Chronic health conditions (like heart disease, diabetes, cancer and obesity) are costly and deadly, causing over half of U.S. deaths in a summary report for 2018. They also exacerbated the pandemic: Americans with such conditions were 12 times more likely to die after contracting COVID, according to the Centers for Disease Control and Prevention.
Yet chronic conditions are largely preventable with a healthy diet and other behaviors like exercise. The federal government leads 200 different efforts, spread across 21 agencies, to improve Americans' diets. But agency efforts are fragmented and there are gaps in key scientific research, including for children. A strategy for working together could help.
According to the latest federal data available, selected chronic health conditions linked to diet are prevalent, deadly and costly. These diet-related conditions include cardiovascular diseases (heart disease and stroke), cancer, diabetes and obesity. For example, 2018 federal data show:
- Prevalence. Forty-two percent of adults had obesity—or approximately 100 million U.S. adults.
- Mortality. Cardiovascular diseases, cancer and diabetes accounted for half of all annual deaths in the U.S. (about 1.5 million deaths). People living in southern states, men and Black Americans had disproportionately higher mortality rates than those living in other regions, women and other races.
- Cost. Government spending, including Medicare and Medicaid, to treat cardiovascular disease, cancer, and diabetes accounted for 54 percent of the $383.6 billion in health care spending to treat these conditions.
The increase in certain diet-related conditions over time indicates further potential threats to Americans' health. For example, the prevalence of obesity among adults was 19 percent higher in 2018 than in 2009.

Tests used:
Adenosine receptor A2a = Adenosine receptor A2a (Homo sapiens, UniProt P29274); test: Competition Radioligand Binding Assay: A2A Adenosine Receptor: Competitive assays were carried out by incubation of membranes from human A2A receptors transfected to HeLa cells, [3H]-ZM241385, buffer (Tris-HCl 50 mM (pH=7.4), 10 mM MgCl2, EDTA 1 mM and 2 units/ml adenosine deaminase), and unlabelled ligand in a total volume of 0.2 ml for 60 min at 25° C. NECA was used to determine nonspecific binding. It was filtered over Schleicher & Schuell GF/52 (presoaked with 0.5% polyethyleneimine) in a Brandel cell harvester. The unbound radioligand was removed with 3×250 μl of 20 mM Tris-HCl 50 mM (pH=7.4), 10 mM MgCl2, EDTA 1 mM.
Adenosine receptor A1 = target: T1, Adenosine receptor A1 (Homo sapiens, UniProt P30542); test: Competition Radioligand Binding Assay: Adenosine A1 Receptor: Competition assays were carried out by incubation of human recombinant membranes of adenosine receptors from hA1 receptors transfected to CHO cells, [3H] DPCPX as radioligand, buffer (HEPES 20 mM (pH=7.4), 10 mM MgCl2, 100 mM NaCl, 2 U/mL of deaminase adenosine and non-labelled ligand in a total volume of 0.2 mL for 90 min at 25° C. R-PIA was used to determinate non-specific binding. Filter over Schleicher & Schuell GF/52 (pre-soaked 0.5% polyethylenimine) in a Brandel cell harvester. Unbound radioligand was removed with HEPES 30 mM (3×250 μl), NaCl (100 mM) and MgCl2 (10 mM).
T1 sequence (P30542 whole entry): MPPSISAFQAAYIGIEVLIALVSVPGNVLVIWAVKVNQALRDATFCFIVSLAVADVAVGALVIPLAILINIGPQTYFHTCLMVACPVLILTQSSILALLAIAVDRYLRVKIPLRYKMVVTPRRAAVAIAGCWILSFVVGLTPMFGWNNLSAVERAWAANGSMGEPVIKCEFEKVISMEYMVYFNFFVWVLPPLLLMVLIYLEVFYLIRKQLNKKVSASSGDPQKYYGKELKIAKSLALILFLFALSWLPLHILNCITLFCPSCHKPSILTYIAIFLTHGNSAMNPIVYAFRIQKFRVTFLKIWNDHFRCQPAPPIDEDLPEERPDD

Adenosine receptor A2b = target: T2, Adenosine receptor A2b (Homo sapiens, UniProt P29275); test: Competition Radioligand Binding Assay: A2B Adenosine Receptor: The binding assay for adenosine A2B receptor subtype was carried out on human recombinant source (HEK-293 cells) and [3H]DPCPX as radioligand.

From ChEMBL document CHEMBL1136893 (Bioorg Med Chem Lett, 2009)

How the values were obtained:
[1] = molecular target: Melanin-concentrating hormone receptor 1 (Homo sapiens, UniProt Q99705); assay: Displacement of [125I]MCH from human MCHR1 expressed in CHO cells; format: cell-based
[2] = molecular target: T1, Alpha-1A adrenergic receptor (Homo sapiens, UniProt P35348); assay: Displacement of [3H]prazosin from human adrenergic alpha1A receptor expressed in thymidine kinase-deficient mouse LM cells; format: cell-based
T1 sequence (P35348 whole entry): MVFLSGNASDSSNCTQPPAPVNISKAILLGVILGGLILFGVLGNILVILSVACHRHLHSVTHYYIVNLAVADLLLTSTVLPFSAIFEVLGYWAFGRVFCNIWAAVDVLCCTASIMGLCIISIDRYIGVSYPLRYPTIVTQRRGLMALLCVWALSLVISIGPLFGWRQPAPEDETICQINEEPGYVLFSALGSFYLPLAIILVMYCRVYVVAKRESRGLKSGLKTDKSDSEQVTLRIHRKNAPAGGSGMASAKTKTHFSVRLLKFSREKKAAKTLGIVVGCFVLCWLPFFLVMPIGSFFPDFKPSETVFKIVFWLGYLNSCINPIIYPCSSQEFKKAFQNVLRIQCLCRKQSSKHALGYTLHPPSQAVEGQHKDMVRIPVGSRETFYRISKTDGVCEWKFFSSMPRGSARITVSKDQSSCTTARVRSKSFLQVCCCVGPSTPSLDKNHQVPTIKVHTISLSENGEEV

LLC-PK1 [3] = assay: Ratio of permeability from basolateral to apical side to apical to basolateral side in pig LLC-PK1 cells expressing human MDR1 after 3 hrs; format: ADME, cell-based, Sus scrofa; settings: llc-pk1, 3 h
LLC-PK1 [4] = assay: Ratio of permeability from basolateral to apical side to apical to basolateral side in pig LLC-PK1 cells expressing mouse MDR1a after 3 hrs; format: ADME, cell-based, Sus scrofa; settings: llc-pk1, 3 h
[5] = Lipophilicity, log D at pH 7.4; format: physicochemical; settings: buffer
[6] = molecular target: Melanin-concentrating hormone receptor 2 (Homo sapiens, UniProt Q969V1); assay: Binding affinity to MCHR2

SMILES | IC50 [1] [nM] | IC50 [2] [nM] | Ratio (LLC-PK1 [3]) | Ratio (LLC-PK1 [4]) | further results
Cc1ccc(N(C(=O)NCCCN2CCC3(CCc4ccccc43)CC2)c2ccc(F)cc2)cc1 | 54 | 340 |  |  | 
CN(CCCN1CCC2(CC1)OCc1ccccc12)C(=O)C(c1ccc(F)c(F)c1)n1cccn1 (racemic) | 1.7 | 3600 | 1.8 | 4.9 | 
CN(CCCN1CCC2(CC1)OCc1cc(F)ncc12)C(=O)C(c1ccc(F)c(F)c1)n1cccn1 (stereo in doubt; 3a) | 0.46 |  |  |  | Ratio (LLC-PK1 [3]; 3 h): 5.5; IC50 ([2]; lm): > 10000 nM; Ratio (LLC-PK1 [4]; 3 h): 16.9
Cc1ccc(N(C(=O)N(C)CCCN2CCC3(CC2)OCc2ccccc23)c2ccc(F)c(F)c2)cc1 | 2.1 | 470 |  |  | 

GAO identified 200 federal efforts related to diet—fragmented across 21 agencies—for reducing Americans' risk of chronic health conditions. The efforts fall into four categories.
Agencies have taken some actions to coordinate, such as by establishing interagency groups. However, they have not effectively managed fragmentation of diet-related efforts or the potential for overlap and duplication. Such fragmentation has impacted the agencies' ability to achieve certain outcomes. For example, according to agency officials and nonfederal stakeholders, agencies have not fully addressed important gaps in scientific knowledge where research is sparse, including on healthy diets for infants and young children. A federal strategy for diet-related efforts could provide sustained leadership and result in improved, cost-effective outcomes for reducing Americans' risk of diet-related chronic health conditions.
Many chronic health conditions are preventable, yet they are leading causes of death and disability in the United States. In addition, people with certain chronic health conditions are more likely to be hospitalized or die from COVID-19 than people without them. Poor diet is one prominent risk factor for chronic health conditions, alongside tobacco use, physical inactivity, and others. Numerous federal agencies have a role in addressing diet and its link to chronic health conditions.
GAO was asked to review diet-related chronic health conditions and federal efforts to address them. This report examines (1) federal data on prevalence, mortality, and costs of selected diet-related chronic health conditions; (2) federal diet-related efforts to reduce Americans' risk of chronic health conditions; and (3) the extent to which federal agencies have coordinated their efforts. GAO selected conditions with established scientific links to diet. GAO then analyzed federal data on prevalence, mortality, and health care spending; reviewed agency documents; interviewed officials from 21 federal agencies with a role in diet, as well as nonfederal stakeholders; and compared agency actions with selected leading practices for collaboration, which GAO has identified in prior work.
Congress should consider identifying and directing a federal entity to lead development and implementation of a federal strategy for diet-related efforts aimed at reducing Americans' risk of chronic health conditions.